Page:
Former Spartanburg (S.C.) coach gets to see the mountains again

Former Spartanburg (S.C) coach is now a scout for the Los Angeles Dodgers.

The year was 1983, the first year Spartanburg (S.C.) Methodist College made a trip to Grand Junction for the Alpine Bank Junior College World Series.

“We had to bring the state flag with us out there,” said Lon Joyce, Spartanburg’s coach from 1978-91. “(JUCO) hadn’t yet had access to any.”

In five years, Joyce brought Spartanburg out of junior college mediocrity and began filling its schedule with teams such as Georgia Tech, Georgia, Tennessee and North Carolina.

That was the beginning.

In the end, Joyce had led the Pioneers to seven conference titles, five NJCAA Region 10 championships and two JUCO World Series appearances.

Joyce will be back in Grand Junction tonight for both the World Series and his induction into the NJCAA Baseball Coaches Hall of Fame.

“It’s a great honor,” said Joyce, now a full-time scout for the Los Angeles Dodgers.

The honor will allow Joyce to see the Rocky Mountains for the first time since 1986, the Pioneers’ second World Series appearance. The team flew into Denver, then drove to Grand Junction.

“The players were excited to see the mountains,” Joyce said. “Here the mountains aren’t that high; you don’t see all those high peaks and all that snow out there on top of the mountains.”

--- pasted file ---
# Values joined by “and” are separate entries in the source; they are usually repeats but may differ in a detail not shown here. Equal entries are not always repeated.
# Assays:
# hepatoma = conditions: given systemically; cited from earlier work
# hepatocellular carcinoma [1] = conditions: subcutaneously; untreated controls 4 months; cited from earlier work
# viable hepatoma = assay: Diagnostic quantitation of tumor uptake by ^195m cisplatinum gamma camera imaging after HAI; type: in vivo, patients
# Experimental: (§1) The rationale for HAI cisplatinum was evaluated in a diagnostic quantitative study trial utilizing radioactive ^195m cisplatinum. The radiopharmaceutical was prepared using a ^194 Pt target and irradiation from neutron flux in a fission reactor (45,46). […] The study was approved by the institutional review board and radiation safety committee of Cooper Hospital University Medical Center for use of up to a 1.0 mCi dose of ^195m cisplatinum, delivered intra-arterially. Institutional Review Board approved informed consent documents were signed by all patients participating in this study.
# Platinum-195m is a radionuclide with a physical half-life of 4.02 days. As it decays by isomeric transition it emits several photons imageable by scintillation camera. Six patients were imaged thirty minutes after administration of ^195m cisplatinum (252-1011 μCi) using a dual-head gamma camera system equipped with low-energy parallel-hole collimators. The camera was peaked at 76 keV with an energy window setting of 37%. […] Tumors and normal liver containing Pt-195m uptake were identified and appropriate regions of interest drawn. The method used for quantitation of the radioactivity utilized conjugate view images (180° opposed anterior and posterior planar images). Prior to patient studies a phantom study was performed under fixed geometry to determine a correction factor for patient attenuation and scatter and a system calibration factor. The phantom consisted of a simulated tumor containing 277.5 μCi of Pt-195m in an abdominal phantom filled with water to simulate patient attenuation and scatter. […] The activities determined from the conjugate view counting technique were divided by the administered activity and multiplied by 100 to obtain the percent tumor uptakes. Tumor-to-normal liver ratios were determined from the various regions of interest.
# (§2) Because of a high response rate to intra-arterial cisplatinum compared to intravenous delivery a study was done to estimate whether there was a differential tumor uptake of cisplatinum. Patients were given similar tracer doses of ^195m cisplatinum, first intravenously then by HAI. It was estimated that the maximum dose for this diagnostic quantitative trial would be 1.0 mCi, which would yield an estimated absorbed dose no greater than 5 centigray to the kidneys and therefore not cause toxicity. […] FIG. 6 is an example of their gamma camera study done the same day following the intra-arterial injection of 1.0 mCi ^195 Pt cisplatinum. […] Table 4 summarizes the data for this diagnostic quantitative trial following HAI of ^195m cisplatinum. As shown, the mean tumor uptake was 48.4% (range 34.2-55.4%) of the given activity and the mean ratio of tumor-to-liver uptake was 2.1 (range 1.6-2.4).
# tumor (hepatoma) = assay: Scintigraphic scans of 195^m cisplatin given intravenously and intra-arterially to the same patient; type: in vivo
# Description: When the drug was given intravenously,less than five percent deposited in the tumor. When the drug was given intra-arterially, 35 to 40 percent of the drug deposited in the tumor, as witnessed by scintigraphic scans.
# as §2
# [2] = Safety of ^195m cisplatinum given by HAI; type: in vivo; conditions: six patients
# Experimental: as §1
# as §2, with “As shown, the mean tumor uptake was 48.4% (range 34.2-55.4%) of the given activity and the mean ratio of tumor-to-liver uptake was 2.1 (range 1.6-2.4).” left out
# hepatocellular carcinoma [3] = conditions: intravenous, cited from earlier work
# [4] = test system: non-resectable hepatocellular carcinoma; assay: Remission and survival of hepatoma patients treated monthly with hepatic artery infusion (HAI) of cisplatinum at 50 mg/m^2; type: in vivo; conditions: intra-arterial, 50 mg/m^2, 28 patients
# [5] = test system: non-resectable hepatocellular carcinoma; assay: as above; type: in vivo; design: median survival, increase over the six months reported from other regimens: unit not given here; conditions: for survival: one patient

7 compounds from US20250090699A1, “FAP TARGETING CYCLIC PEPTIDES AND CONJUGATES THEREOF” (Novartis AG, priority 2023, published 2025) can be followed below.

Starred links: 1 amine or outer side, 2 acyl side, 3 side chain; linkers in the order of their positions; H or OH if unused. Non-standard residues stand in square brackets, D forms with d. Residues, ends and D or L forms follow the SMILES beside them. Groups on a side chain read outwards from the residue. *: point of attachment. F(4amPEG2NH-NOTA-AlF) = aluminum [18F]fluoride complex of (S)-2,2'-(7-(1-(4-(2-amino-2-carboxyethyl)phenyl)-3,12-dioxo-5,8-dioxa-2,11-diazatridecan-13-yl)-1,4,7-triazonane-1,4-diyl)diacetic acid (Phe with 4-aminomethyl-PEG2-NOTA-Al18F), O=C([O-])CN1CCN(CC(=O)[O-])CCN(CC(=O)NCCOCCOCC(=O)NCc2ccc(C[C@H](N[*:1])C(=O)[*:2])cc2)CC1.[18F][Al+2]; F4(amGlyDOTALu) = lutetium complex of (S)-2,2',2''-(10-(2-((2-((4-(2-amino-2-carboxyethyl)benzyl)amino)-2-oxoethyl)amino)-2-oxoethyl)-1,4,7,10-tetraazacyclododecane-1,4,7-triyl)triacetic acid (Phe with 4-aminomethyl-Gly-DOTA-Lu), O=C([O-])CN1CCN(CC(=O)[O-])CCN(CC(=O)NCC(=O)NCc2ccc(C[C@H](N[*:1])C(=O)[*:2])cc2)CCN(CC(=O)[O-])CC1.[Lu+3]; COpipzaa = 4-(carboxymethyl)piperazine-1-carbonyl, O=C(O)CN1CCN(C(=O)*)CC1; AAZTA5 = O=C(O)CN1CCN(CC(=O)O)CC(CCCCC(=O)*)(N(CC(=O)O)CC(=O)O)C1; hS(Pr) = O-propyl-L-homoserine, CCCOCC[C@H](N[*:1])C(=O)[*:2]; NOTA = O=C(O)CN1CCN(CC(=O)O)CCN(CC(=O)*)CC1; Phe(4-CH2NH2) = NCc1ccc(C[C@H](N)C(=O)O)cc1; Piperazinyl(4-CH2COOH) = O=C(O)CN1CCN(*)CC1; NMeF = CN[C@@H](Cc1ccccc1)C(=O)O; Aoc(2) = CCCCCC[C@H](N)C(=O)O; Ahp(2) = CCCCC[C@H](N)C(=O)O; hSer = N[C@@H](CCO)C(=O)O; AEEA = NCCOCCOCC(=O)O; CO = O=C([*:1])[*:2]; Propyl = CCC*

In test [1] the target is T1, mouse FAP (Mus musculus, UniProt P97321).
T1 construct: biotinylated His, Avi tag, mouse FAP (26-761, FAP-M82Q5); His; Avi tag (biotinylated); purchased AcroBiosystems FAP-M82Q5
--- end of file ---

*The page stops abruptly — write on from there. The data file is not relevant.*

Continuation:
Joyce will return to Grand Junction having advanced 115 players from Spartanburg to four-year colleges or universities and 45 players to professional baseball. The most notable player may have been Reggie Sanders, a shortstop with Spartanburg and outfielder for eight teams, including the 2001 World Series champion Arizona Diamondbacks.

Joyce was an affiliated scout for the Dodgers for 11 years (1979-89) and a part-time scout from 1990-91. The Dodgers gave Joyce the Larry Sutton Scout of the Year Award in 2001 and he was the Professional Baseball Representatives Scout of the Year in 2007.

One year later, he was inducted into the Professional Baseball Scouts Hall of Fame.

But scouting — if you listen to Joyce talk about it — isn’t so complicated.

“I think we all look for certain tools,” Joyce said. “Look for guys who can run, guys that can throw, guys with a good arm, good bodies, pitchers that have good frames.”

But only scouts such as Joyce are successful enough to remain a full-time scout for the Dodgers and coach 45 players to the majors.

“Hopefully I had a part and helped develop their baseball skills,” Joyce said, “helping them get better as hitters, better as pitchers, better as defensive players and hopefully, maybe, help them get faster.”


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